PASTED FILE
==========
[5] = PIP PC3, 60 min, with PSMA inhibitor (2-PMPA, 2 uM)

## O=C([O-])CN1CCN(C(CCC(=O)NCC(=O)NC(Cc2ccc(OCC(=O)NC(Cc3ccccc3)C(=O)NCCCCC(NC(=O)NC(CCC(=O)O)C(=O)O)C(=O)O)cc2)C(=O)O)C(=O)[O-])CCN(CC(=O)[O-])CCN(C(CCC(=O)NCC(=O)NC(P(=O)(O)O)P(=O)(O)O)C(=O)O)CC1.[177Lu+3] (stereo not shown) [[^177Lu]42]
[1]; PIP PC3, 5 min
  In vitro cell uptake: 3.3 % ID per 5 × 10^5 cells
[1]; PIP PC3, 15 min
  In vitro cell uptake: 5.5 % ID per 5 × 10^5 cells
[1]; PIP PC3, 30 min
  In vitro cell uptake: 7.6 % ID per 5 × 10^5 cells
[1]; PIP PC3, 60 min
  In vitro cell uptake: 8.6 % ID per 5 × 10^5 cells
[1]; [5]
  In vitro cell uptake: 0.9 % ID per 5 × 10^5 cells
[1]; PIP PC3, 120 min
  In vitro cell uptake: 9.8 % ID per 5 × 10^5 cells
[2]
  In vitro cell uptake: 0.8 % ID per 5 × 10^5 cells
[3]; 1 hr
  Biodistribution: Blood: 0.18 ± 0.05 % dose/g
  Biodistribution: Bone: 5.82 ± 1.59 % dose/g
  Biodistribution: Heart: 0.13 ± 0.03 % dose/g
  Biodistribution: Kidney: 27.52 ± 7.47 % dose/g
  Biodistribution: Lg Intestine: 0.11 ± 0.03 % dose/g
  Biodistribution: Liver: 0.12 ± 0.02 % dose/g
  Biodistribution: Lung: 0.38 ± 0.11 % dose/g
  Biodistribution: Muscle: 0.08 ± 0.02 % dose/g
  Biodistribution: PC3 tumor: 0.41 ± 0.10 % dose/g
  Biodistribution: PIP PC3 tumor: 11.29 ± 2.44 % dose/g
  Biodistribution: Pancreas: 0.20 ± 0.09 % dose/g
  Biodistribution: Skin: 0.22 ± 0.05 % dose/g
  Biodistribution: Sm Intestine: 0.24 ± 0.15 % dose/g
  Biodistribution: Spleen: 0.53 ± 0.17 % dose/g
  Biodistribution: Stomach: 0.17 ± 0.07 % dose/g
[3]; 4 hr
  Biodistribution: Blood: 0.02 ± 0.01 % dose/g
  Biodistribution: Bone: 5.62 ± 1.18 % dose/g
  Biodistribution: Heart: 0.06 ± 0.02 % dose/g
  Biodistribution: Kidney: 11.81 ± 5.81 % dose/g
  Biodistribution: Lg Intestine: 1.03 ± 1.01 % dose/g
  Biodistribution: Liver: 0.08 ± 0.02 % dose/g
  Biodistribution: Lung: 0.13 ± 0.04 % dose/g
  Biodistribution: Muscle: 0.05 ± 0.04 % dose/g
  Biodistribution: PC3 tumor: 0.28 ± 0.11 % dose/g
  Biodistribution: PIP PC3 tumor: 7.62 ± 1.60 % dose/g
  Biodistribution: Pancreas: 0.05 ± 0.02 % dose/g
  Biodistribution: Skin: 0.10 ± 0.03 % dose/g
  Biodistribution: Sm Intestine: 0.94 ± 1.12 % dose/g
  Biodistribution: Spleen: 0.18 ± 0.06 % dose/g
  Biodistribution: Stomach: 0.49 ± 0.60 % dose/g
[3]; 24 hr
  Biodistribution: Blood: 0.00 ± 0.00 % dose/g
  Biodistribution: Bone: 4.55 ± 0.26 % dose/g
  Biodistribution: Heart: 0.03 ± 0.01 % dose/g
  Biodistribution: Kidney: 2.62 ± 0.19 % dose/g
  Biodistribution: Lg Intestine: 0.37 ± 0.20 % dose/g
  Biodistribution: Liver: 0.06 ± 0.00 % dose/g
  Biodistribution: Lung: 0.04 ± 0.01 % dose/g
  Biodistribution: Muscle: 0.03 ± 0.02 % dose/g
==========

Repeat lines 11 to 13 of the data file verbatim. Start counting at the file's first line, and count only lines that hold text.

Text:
[1]; [5]
  In vitro cell uptake: 0.9 % ID per 5 × 10^5 cells
[1]; PIP PC3, 120 min